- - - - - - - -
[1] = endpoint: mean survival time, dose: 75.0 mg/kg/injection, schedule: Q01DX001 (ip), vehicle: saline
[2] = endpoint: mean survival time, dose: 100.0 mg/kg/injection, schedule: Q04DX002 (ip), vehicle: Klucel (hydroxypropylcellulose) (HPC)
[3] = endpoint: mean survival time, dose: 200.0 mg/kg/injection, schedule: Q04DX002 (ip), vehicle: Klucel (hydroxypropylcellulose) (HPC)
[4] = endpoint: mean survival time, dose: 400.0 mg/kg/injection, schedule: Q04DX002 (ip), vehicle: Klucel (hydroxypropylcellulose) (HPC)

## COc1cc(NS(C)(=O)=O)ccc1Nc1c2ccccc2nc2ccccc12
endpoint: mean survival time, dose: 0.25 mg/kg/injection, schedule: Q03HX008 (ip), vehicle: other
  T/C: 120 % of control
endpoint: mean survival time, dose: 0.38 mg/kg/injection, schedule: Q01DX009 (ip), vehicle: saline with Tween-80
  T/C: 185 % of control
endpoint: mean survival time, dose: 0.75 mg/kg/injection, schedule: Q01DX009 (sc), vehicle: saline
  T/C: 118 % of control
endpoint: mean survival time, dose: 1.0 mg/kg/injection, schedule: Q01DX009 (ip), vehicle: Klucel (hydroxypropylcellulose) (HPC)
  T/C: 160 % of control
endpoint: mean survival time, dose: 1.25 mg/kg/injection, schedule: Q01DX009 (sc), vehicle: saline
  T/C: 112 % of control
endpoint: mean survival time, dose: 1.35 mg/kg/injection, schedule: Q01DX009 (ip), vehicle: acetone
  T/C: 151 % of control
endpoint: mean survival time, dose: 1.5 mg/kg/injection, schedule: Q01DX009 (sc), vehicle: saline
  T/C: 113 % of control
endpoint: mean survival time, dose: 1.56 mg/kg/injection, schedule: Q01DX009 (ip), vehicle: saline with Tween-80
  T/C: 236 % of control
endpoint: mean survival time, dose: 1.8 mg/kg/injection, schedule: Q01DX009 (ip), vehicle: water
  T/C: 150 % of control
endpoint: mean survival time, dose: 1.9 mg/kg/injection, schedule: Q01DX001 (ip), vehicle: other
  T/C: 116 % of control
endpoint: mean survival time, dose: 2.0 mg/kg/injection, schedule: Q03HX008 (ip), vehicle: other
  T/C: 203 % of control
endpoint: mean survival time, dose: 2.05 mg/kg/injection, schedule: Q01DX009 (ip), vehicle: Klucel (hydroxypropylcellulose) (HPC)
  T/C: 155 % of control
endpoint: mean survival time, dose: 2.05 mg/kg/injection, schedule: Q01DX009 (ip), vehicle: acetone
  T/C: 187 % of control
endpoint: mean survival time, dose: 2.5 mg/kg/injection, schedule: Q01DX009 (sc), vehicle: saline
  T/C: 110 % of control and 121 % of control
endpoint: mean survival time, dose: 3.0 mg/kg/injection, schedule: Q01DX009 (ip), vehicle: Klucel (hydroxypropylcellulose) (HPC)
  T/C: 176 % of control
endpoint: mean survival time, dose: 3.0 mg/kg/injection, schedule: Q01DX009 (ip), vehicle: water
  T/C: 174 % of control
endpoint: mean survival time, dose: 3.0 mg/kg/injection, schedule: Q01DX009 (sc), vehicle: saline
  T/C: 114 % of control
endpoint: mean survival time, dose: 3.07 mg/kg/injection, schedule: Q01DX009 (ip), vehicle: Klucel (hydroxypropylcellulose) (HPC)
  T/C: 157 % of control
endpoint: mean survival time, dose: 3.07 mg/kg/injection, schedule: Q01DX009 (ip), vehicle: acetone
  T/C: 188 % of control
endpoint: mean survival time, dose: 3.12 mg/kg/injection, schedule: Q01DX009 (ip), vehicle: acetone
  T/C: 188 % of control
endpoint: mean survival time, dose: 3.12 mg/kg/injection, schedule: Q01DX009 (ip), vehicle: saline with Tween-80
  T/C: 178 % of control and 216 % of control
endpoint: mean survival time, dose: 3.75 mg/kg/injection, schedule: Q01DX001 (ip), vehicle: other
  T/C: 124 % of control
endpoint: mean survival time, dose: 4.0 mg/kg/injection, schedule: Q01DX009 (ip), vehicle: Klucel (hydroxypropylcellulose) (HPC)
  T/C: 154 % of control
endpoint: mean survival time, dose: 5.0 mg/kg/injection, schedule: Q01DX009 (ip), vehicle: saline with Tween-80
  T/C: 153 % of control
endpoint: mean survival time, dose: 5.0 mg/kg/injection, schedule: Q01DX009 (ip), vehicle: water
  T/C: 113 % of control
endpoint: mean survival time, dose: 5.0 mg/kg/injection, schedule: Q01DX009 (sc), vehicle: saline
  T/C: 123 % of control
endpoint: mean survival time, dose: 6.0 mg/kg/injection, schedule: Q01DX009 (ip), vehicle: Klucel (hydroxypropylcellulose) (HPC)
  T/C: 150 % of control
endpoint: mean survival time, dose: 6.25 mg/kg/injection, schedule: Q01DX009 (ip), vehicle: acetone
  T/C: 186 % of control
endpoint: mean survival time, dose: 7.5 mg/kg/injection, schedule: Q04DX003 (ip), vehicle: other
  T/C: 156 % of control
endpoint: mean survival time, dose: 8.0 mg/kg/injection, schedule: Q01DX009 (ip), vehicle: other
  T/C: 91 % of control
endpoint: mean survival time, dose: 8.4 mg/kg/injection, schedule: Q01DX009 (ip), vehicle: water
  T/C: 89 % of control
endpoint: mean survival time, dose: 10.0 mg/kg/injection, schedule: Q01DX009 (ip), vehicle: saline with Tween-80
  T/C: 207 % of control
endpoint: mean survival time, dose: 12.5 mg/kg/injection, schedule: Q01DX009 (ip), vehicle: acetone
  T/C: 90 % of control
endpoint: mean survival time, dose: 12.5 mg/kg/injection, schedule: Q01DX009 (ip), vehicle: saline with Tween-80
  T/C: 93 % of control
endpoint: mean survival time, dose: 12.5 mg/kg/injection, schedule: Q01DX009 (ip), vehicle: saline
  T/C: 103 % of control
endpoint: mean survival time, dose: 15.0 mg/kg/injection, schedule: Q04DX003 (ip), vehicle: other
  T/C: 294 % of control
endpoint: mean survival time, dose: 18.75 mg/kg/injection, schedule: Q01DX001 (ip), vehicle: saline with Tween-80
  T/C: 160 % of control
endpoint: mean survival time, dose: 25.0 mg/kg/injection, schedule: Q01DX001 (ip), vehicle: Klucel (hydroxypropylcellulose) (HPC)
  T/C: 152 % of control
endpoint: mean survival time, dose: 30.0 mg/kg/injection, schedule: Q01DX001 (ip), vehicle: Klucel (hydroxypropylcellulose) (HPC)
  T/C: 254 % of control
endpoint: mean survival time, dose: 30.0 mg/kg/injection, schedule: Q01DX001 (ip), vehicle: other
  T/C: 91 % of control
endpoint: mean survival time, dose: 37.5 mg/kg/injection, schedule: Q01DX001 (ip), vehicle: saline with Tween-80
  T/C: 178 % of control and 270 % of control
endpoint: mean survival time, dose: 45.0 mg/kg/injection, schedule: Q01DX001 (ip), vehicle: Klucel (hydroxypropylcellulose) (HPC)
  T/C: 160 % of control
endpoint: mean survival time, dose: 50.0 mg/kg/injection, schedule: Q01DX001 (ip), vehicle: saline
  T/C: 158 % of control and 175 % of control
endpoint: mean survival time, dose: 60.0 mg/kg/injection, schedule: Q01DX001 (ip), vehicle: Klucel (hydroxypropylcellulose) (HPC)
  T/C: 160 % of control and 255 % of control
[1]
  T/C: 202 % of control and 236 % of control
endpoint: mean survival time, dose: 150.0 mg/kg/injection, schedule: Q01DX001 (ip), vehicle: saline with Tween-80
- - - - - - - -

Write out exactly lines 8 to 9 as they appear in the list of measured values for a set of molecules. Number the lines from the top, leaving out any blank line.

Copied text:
endpoint: mean survival time, dose: 0.38 mg/kg/injection, schedule: Q01DX009 (ip), vehicle: saline with Tween-80
  T/C: 185 % of control